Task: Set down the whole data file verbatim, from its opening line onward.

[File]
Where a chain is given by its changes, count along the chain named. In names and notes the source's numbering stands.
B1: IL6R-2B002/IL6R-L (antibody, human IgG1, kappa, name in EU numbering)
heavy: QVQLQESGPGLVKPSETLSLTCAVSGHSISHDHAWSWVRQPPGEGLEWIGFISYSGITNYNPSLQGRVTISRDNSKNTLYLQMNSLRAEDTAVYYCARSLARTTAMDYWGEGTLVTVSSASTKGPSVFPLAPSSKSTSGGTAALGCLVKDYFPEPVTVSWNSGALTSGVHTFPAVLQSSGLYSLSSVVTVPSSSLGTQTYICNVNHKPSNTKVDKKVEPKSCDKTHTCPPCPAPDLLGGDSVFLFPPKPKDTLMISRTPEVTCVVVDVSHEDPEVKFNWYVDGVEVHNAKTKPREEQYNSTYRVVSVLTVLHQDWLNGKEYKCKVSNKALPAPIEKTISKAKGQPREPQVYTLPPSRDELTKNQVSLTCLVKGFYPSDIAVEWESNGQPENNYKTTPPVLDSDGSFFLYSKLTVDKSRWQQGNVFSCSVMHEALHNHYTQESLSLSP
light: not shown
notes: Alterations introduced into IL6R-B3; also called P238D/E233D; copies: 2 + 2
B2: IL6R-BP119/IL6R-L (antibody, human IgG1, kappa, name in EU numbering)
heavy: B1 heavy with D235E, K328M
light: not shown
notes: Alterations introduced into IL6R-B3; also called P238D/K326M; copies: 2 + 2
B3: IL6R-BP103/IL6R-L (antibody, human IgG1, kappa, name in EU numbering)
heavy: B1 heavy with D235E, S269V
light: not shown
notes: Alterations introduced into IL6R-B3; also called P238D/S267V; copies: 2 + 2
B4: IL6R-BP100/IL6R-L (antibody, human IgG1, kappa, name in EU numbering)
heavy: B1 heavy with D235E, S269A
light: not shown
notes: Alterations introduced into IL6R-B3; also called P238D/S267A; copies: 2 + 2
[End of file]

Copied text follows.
Where a chain is given by its changes, count along the chain named. In names and notes the source's numbering stands.
B1: IL6R-2B002/IL6R-L (antibody, human IgG1, kappa, name in EU numbering)
heavy: QVQLQESGPGLVKPSETLSLTCAVSGHSISHDHAWSWVRQPPGEGLEWIGFISYSGITNYNPSLQGRVTISRDNSKNTLYLQMNSLRAEDTAVYYCARSLARTTAMDYWGEGTLVTVSSASTKGPSVFPLAPSSKSTSGGTAALGCLVKDYFPEPVTVSWNSGALTSGVHTFPAVLQSSGLYSLSSVVTVPSSSLGTQTYICNVNHKPSNTKVDKKVEPKSCDKTHTCPPCPAPDLLGGDSVFLFPPKPKDTLMISRTPEVTCVVVDVSHEDPEVKFNWYVDGVEVHNAKTKPREEQYNSTYRVVSVLTVLHQDWLNGKEYKCKVSNKALPAPIEKTISKAKGQPREPQVYTLPPSRDELTKNQVSLTCLVKGFYPSDIAVEWESNGQPENNYKTTPPVLDSDGSFFLYSKLTVDKSRWQQGNVFSCSVMHEALHNHYTQESLSLSP
light: not shown
notes: Alterations introduced into IL6R-B3; also called P238D/E233D; copies: 2 + 2
B2: IL6R-BP119/IL6R-L (antibody, human IgG1, kappa, name in EU numbering)
heavy: B1 heavy with D235E, K328M
light: not shown
notes: Alterations introduced into IL6R-B3; also called P238D/K326M; copies: 2 + 2
B3: IL6R-BP103/IL6R-L (antibody, human IgG1, kappa, name in EU numbering)
heavy: B1 heavy with D235E, S269V
light: not shown
notes: Alterations introduced into IL6R-B3; also called P238D/S267V; copies: 2 + 2
B4: IL6R-BP100/IL6R-L (antibody, human IgG1, kappa, name in EU numbering)
heavy: B1 heavy with D235E, S269A
light: not shown
notes: Alterations introduced into IL6R-B3; also called P238D/S267A; copies: 2 + 2